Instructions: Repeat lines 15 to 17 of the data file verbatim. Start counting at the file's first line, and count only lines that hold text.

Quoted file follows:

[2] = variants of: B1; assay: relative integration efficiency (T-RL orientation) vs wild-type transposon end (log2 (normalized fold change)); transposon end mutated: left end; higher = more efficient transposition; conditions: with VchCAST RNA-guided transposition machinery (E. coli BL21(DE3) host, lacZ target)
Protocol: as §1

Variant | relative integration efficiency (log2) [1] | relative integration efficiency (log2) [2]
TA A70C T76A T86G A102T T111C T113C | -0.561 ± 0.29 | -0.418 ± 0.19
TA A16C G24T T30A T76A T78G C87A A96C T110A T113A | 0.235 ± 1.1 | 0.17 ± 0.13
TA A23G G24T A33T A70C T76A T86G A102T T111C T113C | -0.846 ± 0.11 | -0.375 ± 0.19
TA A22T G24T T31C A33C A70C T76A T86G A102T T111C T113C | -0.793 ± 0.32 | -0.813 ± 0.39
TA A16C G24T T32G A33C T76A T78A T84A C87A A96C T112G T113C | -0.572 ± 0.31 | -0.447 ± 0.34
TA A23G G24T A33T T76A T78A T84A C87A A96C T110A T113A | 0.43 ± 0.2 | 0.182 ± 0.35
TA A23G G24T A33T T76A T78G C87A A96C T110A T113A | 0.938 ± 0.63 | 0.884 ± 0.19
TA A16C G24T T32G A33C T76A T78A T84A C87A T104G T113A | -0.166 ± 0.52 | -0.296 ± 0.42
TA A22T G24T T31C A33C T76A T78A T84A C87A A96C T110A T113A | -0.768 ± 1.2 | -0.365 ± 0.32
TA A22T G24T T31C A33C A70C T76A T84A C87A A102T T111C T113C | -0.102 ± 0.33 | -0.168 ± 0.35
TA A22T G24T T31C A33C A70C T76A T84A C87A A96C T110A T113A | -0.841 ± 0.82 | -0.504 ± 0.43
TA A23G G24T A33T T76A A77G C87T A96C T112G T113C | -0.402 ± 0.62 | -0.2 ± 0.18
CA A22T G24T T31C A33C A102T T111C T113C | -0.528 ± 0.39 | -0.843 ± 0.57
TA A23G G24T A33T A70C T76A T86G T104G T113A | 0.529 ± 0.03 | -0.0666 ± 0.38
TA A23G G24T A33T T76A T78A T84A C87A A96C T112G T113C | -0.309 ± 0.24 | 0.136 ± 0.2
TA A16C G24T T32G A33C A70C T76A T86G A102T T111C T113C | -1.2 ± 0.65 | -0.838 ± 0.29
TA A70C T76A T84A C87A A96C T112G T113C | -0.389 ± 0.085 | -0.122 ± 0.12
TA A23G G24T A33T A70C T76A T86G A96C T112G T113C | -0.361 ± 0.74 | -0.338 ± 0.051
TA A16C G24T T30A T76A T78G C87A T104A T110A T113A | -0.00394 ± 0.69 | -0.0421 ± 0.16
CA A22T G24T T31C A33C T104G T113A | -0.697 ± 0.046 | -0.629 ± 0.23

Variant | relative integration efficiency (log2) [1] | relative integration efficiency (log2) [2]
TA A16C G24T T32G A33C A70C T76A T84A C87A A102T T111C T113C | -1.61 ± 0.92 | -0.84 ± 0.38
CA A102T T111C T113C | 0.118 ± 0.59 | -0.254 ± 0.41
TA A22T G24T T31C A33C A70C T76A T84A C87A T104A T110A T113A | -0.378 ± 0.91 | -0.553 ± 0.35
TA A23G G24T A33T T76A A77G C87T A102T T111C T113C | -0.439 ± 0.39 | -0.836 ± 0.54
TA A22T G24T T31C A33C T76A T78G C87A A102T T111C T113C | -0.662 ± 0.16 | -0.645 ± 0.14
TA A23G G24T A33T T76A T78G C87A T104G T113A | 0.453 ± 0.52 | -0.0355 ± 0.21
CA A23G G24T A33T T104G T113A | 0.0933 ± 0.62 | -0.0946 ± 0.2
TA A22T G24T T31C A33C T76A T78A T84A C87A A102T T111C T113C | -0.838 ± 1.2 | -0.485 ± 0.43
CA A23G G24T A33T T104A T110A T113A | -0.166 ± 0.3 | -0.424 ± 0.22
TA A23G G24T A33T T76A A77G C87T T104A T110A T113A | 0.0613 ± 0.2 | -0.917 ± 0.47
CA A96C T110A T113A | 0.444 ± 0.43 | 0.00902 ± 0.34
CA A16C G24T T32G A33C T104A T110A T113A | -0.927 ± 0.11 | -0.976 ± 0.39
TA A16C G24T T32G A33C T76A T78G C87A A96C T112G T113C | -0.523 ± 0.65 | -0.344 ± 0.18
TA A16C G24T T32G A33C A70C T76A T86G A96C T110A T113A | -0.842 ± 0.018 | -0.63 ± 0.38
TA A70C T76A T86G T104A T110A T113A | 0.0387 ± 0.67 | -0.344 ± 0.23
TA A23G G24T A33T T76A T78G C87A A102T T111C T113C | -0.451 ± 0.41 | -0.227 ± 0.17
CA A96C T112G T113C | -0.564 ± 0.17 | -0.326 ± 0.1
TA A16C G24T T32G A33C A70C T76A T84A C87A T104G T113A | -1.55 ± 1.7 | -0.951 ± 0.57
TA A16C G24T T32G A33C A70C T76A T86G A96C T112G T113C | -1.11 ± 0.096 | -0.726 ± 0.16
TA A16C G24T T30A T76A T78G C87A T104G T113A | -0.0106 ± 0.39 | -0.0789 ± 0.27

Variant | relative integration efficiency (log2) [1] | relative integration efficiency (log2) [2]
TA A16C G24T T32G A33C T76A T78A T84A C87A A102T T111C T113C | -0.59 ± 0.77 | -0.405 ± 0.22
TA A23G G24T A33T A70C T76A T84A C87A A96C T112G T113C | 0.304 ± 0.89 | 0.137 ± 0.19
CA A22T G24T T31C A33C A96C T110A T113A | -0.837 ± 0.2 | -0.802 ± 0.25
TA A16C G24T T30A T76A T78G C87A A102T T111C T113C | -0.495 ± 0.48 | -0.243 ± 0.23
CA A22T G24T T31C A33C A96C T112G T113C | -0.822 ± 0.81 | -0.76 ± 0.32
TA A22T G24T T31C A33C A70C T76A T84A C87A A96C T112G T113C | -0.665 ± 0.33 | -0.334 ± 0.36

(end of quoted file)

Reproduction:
TA A23G G24T A33T T76A A77G C87T A96C T112G T113C | -0.402 ± 0.62 | -0.2 ± 0.18
CA A22T G24T T31C A33C A102T T111C T113C | -0.528 ± 0.39 | -0.843 ± 0.57
TA A23G G24T A33T A70C T76A T86G T104G T113A | 0.529 ± 0.03 | -0.0666 ± 0.38